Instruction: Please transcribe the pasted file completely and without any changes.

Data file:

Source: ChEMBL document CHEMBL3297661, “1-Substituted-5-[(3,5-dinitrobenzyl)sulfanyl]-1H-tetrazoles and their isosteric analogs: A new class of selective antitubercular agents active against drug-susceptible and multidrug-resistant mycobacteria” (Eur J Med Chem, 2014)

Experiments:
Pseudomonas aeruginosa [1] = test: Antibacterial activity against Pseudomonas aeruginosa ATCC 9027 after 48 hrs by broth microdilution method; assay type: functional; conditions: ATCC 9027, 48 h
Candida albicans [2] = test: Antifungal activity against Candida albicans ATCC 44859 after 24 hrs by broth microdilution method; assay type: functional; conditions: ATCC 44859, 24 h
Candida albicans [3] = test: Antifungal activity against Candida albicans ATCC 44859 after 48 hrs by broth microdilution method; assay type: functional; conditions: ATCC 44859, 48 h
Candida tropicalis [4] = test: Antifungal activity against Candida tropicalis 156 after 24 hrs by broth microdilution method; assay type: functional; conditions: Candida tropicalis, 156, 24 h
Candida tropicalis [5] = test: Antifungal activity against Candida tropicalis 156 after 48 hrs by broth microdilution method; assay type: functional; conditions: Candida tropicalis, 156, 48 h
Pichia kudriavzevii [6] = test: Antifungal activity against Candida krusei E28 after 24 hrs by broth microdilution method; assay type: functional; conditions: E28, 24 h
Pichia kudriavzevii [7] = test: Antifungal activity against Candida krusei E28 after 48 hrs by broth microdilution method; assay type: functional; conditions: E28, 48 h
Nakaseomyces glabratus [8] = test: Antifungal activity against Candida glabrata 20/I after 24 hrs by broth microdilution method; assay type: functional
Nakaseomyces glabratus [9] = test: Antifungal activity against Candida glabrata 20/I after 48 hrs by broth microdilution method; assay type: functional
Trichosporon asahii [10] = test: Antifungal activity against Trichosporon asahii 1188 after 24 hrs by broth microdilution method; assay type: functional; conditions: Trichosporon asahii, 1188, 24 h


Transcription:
Source: ChEMBL document CHEMBL3297661, “1-Substituted-5-[(3,5-dinitrobenzyl)sulfanyl]-1H-tetrazoles and their isosteric analogs: A new class of selective antitubercular agents active against drug-susceptible and multidrug-resistant mycobacteria” (Eur J Med Chem, 2014)

Experiments:
Pseudomonas aeruginosa [1] = test: Antibacterial activity against Pseudomonas aeruginosa ATCC 9027 after 48 hrs by broth microdilution method; assay type: functional; conditions: ATCC 9027, 48 h
Candida albicans [2] = test: Antifungal activity against Candida albicans ATCC 44859 after 24 hrs by broth microdilution method; assay type: functional; conditions: ATCC 44859, 24 h
Candida albicans [3] = test: Antifungal activity against Candida albicans ATCC 44859 after 48 hrs by broth microdilution method; assay type: functional; conditions: ATCC 44859, 48 h
Candida tropicalis [4] = test: Antifungal activity against Candida tropicalis 156 after 24 hrs by broth microdilution method; assay type: functional; conditions: Candida tropicalis, 156, 24 h
Candida tropicalis [5] = test: Antifungal activity against Candida tropicalis 156 after 48 hrs by broth microdilution method; assay type: functional; conditions: Candida tropicalis, 156, 48 h
Pichia kudriavzevii [6] = test: Antifungal activity against Candida krusei E28 after 24 hrs by broth microdilution method; assay type: functional; conditions: E28, 24 h
Pichia kudriavzevii [7] = test: Antifungal activity against Candida krusei E28 after 48 hrs by broth microdilution method; assay type: functional; conditions: E28, 48 h
Nakaseomyces glabratus [8] = test: Antifungal activity against Candida glabrata 20/I after 24 hrs by broth microdilution method; assay type: functional
Nakaseomyces glabratus [9] = test: Antifungal activity against Candida glabrata 20/I after 48 hrs by broth microdilution method; assay type: functional
Trichosporon asahii [10] = test: Antifungal activity against Trichosporon asahii 1188 after 24 hrs by broth microdilution method; assay type: functional; conditions: Trichosporon asahii, 1188, 24 h